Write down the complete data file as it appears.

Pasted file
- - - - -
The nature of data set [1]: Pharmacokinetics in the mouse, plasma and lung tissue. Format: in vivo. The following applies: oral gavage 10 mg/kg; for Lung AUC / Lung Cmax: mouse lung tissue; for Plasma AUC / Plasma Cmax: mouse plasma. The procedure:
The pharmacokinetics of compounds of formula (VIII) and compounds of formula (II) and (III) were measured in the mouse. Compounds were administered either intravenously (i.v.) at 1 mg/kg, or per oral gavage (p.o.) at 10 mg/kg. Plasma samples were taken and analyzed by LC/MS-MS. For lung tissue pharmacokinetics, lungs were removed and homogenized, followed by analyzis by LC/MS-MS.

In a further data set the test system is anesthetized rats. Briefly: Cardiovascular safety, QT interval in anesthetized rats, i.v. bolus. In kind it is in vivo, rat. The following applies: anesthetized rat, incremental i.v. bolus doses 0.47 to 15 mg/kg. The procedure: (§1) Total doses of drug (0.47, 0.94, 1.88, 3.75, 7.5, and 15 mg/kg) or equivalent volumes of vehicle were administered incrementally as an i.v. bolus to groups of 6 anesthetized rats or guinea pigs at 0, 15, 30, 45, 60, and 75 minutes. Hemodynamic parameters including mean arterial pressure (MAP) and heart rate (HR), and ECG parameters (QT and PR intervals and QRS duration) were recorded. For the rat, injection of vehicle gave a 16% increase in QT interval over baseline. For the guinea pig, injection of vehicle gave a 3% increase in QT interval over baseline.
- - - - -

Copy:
The nature of data set [1]: Pharmacokinetics in the mouse, plasma and lung tissue. Format: in vivo. The following applies: oral gavage 10 mg/kg; for Lung AUC / Lung Cmax: mouse lung tissue; for Plasma AUC / Plasma Cmax: mouse plasma. The procedure:
The pharmacokinetics of compounds of formula (VIII) and compounds of formula (II) and (III) were measured in the mouse. Compounds were administered either intravenously (i.v.) at 1 mg/kg, or per oral gavage (p.o.) at 10 mg/kg. Plasma samples were taken and analyzed by LC/MS-MS. For lung tissue pharmacokinetics, lungs were removed and homogenized, followed by analyzis by LC/MS-MS.

In a further data set the test system is anesthetized rats. Briefly: Cardiovascular safety, QT interval in anesthetized rats, i.v. bolus. In kind it is in vivo, rat. The following applies: anesthetized rat, incremental i.v. bolus doses 0.47 to 15 mg/kg. The procedure: (§1) Total doses of drug (0.47, 0.94, 1.88, 3.75, 7.5, and 15 mg/kg) or equivalent volumes of vehicle were administered incrementally as an i.v. bolus to groups of 6 anesthetized rats or guinea pigs at 0, 15, 30, 45, 60, and 75 minutes. Hemodynamic parameters including mean arterial pressure (MAP) and heart rate (HR), and ECG parameters (QT and PR intervals and QRS duration) were recorded. For the rat, injection of vehicle gave a 16% increase in QT interval over baseline. For the guinea pig, injection of vehicle gave a 3% increase in QT interval over baseline.